Should Scottish print journalism still matter? Let the war of words begin.

By Senior Features Editor – Bernie O’ Dobber

Scottish print journalism is dying according to every single circulation poll published over the last few years. And very few people understand the gibberish, written in dog-whistle doggerel, aimed at a decreasing and rapidly more demented aging population.

That’s what all the figures tell us. Intergenerational transmission of paper reading habits has almost ground to a halt. Reading a paper is just a mark of a middle class elite with little concern for how relevant it actually is.

There is always the cultural or philosophical argument that a free print media is healthy for a modern nation, but really, I could go and play left back for Stevie G at Ibrox, make JK Rowling a member of the SNP or be a 24 year old who can afford a housing deposit in the Isle of Skye, but it’s never likely to happen.  People will call me a fascist, or  an enemy of free speech – but when the free speech is costing me an ever increasing amount to buy over the counter and I can access it direct from Reuters or the HuffPost online, why bother?

The journalists might argue that they are still vital, and that they are engaging online and dealing with a changing media landscape in tough conditions (I can almost hear the smart phones slipping to the ground already as the greasy fingers of seedy ex-Herald and Daily Mail hacks try to angrily tweet their faux outrage, and their ‘with all due respect but…’ cliches.). These guys are reduced to compiling other peoples tweets to write a story. Even a child in an English Medium primary school could do that job.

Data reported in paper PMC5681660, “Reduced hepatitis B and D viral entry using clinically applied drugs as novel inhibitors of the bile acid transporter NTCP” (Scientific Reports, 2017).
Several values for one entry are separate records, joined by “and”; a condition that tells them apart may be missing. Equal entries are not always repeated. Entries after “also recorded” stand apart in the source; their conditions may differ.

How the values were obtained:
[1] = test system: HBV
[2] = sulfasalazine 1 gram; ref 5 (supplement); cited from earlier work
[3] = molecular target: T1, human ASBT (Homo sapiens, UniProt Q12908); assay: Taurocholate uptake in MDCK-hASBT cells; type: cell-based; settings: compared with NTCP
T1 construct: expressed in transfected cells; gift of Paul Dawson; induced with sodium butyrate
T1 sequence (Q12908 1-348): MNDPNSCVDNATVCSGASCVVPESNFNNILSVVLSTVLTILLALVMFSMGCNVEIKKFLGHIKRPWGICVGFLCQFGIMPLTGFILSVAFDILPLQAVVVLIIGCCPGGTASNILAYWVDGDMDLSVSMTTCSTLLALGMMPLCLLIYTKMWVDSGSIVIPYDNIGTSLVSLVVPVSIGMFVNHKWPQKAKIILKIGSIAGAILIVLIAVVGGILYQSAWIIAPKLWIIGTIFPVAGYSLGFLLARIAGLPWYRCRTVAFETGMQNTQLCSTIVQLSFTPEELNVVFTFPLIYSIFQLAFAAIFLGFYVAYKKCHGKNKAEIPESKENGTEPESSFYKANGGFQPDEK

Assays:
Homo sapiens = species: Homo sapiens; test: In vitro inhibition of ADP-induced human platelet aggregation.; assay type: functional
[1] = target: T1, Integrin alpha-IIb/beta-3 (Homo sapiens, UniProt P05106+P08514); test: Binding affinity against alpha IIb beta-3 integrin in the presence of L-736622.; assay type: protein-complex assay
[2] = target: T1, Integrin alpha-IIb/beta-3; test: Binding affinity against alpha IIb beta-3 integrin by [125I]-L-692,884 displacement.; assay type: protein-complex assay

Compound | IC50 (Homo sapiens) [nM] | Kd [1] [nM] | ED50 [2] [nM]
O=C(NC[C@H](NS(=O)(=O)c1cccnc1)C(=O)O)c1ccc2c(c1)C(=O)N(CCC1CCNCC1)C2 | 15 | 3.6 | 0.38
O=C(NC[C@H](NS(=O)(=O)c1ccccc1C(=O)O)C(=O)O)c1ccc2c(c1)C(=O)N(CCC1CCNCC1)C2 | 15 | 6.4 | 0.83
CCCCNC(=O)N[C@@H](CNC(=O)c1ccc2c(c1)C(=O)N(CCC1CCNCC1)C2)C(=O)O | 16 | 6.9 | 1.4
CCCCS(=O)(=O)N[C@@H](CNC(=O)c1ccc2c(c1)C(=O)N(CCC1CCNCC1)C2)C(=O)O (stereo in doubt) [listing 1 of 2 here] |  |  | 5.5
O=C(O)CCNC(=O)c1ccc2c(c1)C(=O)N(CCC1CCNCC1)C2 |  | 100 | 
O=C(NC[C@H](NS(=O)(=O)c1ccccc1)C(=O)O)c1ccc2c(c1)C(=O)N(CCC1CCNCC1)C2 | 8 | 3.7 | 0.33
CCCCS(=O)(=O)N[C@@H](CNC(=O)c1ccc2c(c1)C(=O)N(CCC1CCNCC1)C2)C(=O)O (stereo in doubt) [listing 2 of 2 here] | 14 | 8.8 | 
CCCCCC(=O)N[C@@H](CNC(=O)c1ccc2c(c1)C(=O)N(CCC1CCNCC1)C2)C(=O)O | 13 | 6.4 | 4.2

Talking of cliches and jobs, I thought I’d just do a half assed job because I’ve got nothing better to write about at the moment, and really felt I should display my liberal and modernist credentials for everything other than Print Journalism at this point. Newspapers habitually go after Gay people, people from ethnic minorities, NHS staff, teachers, teenagers, the late Lady Di, and pretty much any thing else which will rile up their readers. It’s fake news, in fact I’m fake news, I don’t even exist, but I tell you I’m probably still 75% more authentic than 87.5% of anybody involved in the Scottish press today. Time to let it, Scottish print journalism, die its natural death.

I contacted the Gaelic TaxPayers’ Alliance for comment.  “We’ve been saying this for years. Print journalism is a waste of time, and no amount of tweeting can make this dying industry part of a modern, forward looking Scotland.”

“The only thing less irrelevant than Frank McAvennie in Scotland today is the Only An Excuse impression of him.”

As Frankie himself would say, “Wherez the Burds?”  I know where mine will be, using the last copies of the Glasgow Herald to shite on in their budgie cage.